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It’s not often that you sit down to interview someone about his senior thesis only to have him tell you that it’s not a written thesis at all.
“The end project is a virtual reality experience,” says Daniel A. Citron ’16, an inactive Crimson multimedia editor, with an exuberantly friendly smile slowly spreading across his face. Citron is wearing a plaid shirt and headphones around his neck, and everything about him, from his well-paced gait to his even speech, is comforting—an invitation to interact. He’s the type of person that manages to be artsy while still being approachable. It’s no surprise, then, that Citron would choose an approachable art form like virtual reality for his senior thesis.
VR, short for virtual reality, has shifted from an evanescent technology of the future to a looming presence in Silicon Valley. Facebook itself has invested in the technology, purchasing the VR headset maker Oculus Rift. Meanwhile, HTC is also developing its own version of the technology, and Microsoft has already made an Xbox-compatible headset. Through these headsets, it’s possible to climb Mt. Everest, maintain robots, or even enrich a gaming experience. So prevalent is VR in the common consciousness that NPR and The New Yorker reported on it—breathless praise alternating with puzzlement about how this new technology will change the future.
While others dream of technological utopias, Citron sees a different potential for the headset: storytelling. It is this human focus, combined with the uncharted territory of a new medium, that lies at the center of his thesis. Citron’s piece, a 16 minute virtual reality experience centered on a girl named Sophia, expresses much of the promise and anxiety inherent in a new technology. As Sophia navigates her two worlds—one “real” and one VR—she must choose between the seductively perfect and the solidly permanent. In this world within a world (within a world), Sophia becomes something of a proxy.
The directly interactive nature of VR created unexpected differences with other mediums: “It’s far enough away from some of the other storytelling media we’ve had… that a lot of the rules of film or theater don’t really apply anymore,” he says. As Citron worked on his thesis—programming, storyboarding, and brainstorming—he faced many of these dilemmas. “You completely lose framing,” Citron says, “which means that it’s harder to give perspective on topics, on characters, etc., because it’s not all contained within a neat frame.”
The multi-layered nature of this narrative shifts the traditional boundaries in experiencing art: “While I really want to make sure that the audience understands the story, it’s important that they still feel a sense of agency, that they’re not being forced to look at anything,” Citron says. As a result, Citron had to come up with a whole repertoire of interesting techniques to “nudge” the viewer in the right direction.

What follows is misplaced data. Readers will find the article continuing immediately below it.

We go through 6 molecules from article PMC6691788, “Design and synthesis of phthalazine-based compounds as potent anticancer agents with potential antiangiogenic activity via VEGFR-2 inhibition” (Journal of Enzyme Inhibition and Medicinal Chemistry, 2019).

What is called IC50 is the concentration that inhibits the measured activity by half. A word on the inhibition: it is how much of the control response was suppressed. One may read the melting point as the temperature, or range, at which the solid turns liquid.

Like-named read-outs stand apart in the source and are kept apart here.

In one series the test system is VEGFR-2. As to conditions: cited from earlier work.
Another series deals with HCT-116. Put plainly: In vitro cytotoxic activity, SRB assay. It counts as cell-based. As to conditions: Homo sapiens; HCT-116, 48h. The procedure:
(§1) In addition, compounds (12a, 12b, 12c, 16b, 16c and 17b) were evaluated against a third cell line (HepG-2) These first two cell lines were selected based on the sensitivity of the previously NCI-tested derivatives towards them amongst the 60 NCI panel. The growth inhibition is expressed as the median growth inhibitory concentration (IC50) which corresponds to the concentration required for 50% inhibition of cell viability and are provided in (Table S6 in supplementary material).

The opening scene of the VR experience takes place in a piano bar, and while the viewer can move his or her head in any direction to see a 360 view of the room, there is still an underlying story that, in order to be coherent, requires consistent engagement with the scene. Prompting the viewer to engage requires an understanding of how humans interact with virtual environments but also with real ones. “One of the ways that we in reality are cued towards where something is or where we should be looking or what should be drawing our attention is the fact that we can hear, ‘That is behind us, that is here, etc.’ and when we turn our head that sound is now in front of us,” he says.
Using this insight, Citron directs the viewer’s attention to the front of the room using precise lighting and sound effects. In each of the worlds that Sophia explores, Citron strives to create a sense of consistency, programming each virtual environment in a way that is most conducive for the narrative. While this aspect of the project was highly technical, Citron insists that it’s not his focus. “I really got excited about virtual reality because it kind of combines a lot of my interests into one medium, in that I have a background in film, and a background in interaction design, and this is kind of the perfect culmination of both of those parts because it’s storytelling but also enabling interaction,” he says.
—Staff writer Hanaa J. Masalmeh can be reached at firstname.lastname@example.org.
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